At best, the evidence shows Swift lived in Bruno's home for approximately nine months. According to Swift, he would: sometimes put cereal out for the children in the morning; eat dinner with the family; drive the children to school; help with homework; take the children fishing; bath the youngest child; and the girls called him “Daddy.” The activities described are typical of those undertaken by stepparents, as well as by family and friends. The crux of the issue is whether these activities constitute some evidence of actual care, control and possession thereby giving Swift standing to seek possession of the children.

The majority's broad interpretation of section 102.003(a)(9) would give almost anyone involved with a child over the course of six months standing to file a suit affecting the parent-child relationship (SAPCR). I do not believe the legislature intended to open the standing door to those with the limited contacts described by Swift. The words “actual care, control and possession” must mean more than driving, doing homework and putting out breakfast in accordance with a parent's wishes. Such a narrow interpretation of the statute is consistent with the constitutional rights of parents to possess and control their children. “[T]he interest of parents in the care, custody, and control of their children-is perhaps the oldest of the fundamental liberty interests recognized by [the United States Supreme] Court.” Troxel v. Granville, 530 U.S. 57, 65, 120 S.Ct. 2054, 147 L.Ed.2d 49 (2000). The Supreme Court has consistently recognized “the fundamental right of parents to make decisions concerning the care, custody, and control of their children.” Id. at 66. Likewise, Texas has long recognized that “[t]he natural right which exists between parents and their children is one of constitutional dimensions.” Wiley v. Spratlan, 543 S.W.2d 349, 352 (Tex.1976).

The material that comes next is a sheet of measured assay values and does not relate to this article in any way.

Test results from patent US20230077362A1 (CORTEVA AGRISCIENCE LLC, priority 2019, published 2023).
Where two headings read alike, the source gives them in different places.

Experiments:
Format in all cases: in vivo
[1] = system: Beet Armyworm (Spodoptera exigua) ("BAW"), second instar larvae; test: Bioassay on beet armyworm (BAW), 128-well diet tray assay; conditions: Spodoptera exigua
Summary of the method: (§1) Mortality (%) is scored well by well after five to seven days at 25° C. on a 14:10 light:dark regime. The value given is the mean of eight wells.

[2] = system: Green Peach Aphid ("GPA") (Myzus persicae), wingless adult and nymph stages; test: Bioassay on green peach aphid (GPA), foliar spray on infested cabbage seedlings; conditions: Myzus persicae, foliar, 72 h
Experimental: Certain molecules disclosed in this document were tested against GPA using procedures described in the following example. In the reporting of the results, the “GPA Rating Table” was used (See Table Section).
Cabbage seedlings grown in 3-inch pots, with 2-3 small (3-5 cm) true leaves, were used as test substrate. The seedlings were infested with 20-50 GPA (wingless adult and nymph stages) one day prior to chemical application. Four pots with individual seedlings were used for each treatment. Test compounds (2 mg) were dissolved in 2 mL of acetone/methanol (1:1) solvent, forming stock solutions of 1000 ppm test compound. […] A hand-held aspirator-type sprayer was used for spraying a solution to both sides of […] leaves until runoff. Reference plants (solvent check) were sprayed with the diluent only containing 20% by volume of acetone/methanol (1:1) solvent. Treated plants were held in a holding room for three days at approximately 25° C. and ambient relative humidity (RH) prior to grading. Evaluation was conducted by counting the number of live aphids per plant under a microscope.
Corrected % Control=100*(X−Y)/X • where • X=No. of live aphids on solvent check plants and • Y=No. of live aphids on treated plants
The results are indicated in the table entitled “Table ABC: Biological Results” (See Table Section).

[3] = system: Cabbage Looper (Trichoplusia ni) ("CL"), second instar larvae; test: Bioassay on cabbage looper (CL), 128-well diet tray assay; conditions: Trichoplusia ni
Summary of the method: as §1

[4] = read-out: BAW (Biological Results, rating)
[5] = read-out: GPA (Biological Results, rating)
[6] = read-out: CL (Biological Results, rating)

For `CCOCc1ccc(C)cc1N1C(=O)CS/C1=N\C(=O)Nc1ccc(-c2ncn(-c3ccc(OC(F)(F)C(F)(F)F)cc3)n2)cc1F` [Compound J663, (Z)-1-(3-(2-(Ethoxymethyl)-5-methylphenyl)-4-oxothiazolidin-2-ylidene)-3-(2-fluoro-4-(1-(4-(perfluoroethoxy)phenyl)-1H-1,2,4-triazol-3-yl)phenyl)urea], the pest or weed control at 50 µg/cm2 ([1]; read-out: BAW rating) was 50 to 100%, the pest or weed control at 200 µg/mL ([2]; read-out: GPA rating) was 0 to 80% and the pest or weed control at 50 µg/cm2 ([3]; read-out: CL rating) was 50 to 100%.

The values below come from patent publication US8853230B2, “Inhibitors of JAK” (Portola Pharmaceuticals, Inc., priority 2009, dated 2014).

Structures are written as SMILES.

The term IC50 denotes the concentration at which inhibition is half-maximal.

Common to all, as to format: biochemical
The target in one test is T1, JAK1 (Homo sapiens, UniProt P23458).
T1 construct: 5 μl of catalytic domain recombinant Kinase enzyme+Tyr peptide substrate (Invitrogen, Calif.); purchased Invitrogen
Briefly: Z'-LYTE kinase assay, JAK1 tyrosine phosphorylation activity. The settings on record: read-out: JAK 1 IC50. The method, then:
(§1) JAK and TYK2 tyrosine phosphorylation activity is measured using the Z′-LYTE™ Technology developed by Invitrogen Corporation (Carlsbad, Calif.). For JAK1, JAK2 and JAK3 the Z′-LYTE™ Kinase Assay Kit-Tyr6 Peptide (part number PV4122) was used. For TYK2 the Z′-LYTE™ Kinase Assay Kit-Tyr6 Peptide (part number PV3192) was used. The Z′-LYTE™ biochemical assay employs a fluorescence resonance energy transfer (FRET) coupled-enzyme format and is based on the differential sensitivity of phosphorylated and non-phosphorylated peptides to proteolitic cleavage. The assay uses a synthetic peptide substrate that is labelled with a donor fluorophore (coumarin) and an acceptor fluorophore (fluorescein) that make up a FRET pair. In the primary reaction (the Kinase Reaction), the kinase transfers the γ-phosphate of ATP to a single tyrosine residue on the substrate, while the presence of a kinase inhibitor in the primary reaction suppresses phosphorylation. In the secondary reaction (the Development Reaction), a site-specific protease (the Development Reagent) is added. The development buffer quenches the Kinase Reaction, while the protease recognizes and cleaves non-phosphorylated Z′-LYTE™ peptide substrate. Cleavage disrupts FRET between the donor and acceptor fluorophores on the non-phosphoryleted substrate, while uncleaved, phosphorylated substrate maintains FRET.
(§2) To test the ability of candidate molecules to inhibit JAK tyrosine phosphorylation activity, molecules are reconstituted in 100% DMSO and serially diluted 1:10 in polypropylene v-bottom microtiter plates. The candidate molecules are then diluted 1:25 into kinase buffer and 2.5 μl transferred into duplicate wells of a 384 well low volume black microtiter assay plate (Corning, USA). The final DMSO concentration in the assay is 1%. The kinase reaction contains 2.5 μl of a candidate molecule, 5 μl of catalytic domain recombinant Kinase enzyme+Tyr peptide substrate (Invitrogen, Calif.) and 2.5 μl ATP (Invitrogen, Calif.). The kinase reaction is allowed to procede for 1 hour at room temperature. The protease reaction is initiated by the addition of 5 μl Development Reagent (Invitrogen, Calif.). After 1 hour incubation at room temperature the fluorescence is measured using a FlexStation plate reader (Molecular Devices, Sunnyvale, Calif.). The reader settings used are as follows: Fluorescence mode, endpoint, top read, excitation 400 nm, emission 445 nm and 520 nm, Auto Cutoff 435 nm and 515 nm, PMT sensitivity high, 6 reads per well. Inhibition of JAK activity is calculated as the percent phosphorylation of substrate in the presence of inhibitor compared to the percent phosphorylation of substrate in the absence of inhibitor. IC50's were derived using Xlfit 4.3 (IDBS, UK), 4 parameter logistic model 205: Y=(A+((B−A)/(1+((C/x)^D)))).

When reviewing statutes, we presume that the Legislature intended the statutes to be in compliance with the constitutions of both Texas and the United States. See Tex. Gov't Code Ann. § 311.021(1) (Vernon 2005); City of Houston v. Clark, 197 S.W.3d 314, 320 (Tex.2006). In addition, we must give effect to the Legislature's intent as expressed in the actual language used in the statute. See Osterberg v. Peca, 12 S.W.3d 31, 38 (Tex.2000).

To establish standing, section 102.003(a)(9) requires the movant to have “actual care, control, and possession of the child” for six months. Tex. Fam.Code Ann. § 102.003(a)(9) (Vernon 2009). “Control and possession” must mean more than simply residing in the household with the children and their parent for six months. This issue was squarely before the court in In the Interest of M.J.G., 248 S.W.3d 753, 756-57 (Tex.App.-Fort Worth 2008, no pet.), where the grandparents sought custody of the children based on their actual care, control, and possession of the children under section 102.003(a)(9). The grandparents testified that, with the exception of a two-week period, the children had lived with them from birth, that they cared for them, and they supported them financially. Id. at 757-58. Despite the evidence, the trial court declined to hold that the grandparents had actual care, custody, and control of the children because:

Even though the children were living in the [grandparent's] home and the [grandparents] performed day-to-day caretaking duties for the children, the children's parents were also living with the children in the home, and there was no evidence that [the parents] did not also care for the children or that [the parents] had abdicated their parental duties and responsibilities to the grandparents.

Id. at 758-59. Thus, the court held, as a matter of law, the grandparents had no standing.